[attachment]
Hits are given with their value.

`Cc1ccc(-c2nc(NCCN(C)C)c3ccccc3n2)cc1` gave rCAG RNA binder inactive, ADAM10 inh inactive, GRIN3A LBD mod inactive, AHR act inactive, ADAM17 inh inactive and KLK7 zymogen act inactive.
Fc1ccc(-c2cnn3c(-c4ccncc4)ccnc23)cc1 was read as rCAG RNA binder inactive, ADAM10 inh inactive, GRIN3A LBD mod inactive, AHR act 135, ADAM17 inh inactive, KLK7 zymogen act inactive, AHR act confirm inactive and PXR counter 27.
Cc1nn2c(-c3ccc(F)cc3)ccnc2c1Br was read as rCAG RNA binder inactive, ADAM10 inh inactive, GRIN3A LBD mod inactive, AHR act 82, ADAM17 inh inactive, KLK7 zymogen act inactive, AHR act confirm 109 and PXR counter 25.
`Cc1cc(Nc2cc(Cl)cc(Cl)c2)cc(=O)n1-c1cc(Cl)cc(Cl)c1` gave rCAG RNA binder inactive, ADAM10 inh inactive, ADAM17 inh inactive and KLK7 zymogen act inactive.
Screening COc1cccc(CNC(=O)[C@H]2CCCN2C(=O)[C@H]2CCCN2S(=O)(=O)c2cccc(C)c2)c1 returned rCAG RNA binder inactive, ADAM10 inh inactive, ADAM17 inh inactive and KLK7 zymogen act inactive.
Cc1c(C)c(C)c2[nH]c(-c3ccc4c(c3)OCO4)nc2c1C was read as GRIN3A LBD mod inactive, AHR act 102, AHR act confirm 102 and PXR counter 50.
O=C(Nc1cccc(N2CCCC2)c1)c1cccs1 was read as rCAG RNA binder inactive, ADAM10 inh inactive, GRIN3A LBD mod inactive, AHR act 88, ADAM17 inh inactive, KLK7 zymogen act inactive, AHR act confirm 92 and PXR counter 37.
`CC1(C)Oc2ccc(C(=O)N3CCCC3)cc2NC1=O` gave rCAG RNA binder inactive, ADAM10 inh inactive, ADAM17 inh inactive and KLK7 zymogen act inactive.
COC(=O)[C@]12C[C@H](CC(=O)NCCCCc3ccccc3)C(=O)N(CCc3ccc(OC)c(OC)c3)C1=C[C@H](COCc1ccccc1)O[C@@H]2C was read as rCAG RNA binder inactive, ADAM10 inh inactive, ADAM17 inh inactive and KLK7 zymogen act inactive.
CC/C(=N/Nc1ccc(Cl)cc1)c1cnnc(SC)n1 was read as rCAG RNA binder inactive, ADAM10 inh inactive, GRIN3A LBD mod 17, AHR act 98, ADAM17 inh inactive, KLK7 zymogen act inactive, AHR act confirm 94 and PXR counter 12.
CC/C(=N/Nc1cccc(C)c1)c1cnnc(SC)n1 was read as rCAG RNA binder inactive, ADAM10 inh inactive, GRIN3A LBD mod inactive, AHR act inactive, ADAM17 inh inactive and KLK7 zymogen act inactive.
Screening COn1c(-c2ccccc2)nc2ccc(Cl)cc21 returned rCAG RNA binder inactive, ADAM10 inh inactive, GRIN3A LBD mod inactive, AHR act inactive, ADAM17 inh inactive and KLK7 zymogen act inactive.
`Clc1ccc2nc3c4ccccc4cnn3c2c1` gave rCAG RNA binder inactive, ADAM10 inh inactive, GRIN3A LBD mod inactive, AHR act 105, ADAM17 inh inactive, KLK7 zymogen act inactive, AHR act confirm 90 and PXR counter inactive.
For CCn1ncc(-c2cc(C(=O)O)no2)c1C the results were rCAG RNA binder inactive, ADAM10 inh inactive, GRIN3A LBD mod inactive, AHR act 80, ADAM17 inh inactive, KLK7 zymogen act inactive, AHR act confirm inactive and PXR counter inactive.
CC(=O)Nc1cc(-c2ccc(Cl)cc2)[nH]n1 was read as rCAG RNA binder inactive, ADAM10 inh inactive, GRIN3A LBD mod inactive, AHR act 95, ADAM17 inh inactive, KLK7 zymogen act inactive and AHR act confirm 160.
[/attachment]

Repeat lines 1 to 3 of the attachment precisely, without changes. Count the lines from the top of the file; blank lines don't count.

Hits are given with their value.

`Cc1ccc(-c2nc(NCCN(C)C)c3ccccc3n2)cc1` gave rCAG RNA binder inactive, ADAM10 inh inactive, GRIN3A LBD mod inactive, AHR act inactive, ADAM17 inh inactive and KLK7 zymogen act inactive.
Fc1ccc(-c2cnn3c(-c4ccncc4)ccnc23)cc1 was read as rCAG RNA binder inactive, ADAM10 inh inactive, GRIN3A LBD mod inactive, AHR act 135, ADAM17 inh inactive, KLK7 zymogen act inactive, AHR act confirm inactive and PXR counter 27.